Designer Cellulosic Biomaterials

J.M. Coburn
Worcester Polytechnic Institute,
United States

Keywords: cellulose, biomaterial, decellularize, scaffold, modifications, bacteria, plant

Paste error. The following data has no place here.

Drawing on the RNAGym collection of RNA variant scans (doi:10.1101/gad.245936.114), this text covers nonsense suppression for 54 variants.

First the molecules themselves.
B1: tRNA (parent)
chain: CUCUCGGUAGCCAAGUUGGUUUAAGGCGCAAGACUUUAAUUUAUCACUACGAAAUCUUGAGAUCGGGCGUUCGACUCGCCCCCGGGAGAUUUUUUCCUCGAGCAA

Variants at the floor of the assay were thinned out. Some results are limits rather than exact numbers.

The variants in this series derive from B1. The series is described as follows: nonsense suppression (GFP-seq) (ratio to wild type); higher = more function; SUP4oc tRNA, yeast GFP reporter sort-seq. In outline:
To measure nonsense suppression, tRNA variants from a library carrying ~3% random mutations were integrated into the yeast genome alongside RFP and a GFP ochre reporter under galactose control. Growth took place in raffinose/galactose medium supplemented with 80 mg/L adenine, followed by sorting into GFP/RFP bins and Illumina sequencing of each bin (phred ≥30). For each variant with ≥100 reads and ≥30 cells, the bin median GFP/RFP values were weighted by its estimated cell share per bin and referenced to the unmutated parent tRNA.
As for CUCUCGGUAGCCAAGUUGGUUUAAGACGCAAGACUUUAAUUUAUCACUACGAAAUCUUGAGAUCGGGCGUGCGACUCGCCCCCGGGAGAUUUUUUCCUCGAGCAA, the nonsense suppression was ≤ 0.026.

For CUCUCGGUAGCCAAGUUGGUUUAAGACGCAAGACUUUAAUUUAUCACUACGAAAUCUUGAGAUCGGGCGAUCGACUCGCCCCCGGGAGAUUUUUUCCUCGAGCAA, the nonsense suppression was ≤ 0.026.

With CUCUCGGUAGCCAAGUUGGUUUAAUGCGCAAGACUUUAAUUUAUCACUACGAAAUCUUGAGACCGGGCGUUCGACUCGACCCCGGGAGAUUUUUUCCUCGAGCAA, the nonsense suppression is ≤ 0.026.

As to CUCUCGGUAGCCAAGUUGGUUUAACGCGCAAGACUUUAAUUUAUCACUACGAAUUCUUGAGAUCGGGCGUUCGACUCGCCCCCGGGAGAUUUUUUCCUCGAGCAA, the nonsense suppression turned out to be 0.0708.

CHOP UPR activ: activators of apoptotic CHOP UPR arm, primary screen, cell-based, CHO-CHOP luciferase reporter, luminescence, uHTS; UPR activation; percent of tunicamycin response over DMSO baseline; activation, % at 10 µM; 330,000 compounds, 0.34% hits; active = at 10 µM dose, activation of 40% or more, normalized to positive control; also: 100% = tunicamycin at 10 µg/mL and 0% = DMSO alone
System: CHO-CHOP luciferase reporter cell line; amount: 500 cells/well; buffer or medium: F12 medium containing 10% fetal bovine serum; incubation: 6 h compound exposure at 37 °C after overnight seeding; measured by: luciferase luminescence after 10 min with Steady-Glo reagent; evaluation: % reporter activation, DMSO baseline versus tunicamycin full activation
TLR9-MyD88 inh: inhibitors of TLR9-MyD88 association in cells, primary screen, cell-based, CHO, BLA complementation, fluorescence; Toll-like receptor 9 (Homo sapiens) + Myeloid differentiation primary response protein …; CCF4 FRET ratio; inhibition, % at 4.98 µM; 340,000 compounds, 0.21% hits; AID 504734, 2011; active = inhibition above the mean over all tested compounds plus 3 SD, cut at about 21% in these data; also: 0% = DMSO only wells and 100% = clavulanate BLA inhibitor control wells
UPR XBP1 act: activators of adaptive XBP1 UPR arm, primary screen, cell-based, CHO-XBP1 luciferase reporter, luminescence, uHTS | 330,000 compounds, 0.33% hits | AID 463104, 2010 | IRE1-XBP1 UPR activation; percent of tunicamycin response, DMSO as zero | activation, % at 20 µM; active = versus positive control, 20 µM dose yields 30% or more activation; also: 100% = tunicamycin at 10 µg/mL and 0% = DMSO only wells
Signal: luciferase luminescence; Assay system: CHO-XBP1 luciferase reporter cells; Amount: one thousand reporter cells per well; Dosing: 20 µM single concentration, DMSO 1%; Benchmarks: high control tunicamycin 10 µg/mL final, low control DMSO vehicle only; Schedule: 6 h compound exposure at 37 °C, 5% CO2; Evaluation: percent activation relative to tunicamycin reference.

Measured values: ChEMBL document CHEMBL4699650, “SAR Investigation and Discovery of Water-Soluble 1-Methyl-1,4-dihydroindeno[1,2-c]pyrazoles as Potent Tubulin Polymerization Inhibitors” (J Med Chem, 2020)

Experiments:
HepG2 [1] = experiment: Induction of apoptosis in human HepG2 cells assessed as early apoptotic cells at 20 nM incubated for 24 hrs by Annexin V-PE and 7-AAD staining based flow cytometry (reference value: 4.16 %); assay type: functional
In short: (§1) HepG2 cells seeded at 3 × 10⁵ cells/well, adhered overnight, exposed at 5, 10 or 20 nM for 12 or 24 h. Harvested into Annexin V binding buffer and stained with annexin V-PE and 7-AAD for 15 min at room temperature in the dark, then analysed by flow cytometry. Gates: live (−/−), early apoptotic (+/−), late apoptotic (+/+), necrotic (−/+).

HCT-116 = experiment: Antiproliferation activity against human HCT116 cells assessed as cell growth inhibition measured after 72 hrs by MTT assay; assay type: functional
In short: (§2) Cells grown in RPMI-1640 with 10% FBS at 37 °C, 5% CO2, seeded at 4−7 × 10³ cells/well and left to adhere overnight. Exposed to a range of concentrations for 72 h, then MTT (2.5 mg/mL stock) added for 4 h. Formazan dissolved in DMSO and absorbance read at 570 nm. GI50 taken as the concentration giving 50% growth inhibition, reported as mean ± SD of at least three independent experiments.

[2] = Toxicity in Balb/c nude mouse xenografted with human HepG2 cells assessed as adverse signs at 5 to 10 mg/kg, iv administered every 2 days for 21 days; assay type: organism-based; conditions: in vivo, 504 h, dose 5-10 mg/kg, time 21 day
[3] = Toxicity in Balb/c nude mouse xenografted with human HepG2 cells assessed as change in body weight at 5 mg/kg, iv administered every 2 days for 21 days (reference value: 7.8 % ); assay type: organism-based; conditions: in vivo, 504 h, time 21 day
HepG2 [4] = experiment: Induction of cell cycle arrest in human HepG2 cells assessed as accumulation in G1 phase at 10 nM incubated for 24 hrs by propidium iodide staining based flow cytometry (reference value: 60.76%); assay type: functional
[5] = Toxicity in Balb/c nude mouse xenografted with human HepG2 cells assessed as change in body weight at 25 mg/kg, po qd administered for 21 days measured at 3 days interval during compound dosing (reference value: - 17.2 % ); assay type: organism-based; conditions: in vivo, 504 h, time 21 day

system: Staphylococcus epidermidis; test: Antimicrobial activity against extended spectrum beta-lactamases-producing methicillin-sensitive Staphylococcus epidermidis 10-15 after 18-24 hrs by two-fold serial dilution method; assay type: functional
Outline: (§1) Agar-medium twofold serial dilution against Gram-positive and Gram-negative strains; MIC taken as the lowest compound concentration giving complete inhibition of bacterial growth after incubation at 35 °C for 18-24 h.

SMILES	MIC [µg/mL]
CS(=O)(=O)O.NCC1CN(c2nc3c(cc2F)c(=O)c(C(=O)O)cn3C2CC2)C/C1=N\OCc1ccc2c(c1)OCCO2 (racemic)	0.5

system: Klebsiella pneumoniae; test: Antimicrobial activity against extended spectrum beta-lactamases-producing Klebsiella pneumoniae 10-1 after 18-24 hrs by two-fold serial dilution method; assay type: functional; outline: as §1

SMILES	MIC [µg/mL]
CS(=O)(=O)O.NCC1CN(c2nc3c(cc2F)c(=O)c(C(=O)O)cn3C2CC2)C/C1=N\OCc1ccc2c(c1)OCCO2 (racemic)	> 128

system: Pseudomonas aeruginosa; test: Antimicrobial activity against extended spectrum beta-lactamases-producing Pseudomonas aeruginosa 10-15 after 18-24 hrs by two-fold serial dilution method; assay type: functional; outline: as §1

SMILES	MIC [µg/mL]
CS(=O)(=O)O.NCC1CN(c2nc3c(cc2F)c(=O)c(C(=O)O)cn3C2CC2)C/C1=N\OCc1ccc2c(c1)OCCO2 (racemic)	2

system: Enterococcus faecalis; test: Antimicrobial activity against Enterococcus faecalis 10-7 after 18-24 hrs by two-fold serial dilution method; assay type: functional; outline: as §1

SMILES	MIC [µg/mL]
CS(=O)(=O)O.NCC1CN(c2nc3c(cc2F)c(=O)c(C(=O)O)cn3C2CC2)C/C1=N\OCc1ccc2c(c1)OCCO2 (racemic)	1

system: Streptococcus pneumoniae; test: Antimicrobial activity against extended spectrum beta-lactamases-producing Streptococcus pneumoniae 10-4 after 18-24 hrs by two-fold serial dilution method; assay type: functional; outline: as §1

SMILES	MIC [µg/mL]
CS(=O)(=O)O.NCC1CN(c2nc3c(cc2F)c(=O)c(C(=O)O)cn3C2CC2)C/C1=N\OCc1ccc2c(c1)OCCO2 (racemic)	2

Significant advances in material design to interface with the human body have revolutionized the possibilities for the fields of tissue engineering and drug delivery. Biomaterials may be derived from natural sources to provide biocompatibility and mimic the unique properties of the natural materials. One such natural-derived biomaterial, cellulose, comes from many sources such as plants, algae, fungi, protists, and bacteria; it is the most abundant polymer on Earth. Significant research has gone into processing and developing cellulosic materials into many form factors for a broad range of applications. Clinically, it is used as a wound dressing. However, the challenges associated with broader translation include lack of in vivo degradation and limited chemical sites for incorporation of bioactive molecules using mild modification conditions. This talk concern our work addressing these challenges. Utilizing plant-derived materials (cells and tissues), we are developing strategies to retain recombinantly expressed proteins within decellularized matrices to direct cell responses and for drug delivery applications. Utilizing bacterial-derived cellulose, we are interested in the inclusion of alternative sugars to glucose to give rise to degradable and modifiable cellulosic membranes, particles, and scaffolds. Foreseen are designer cellulosic materials for a broader utilization in biomedical fields.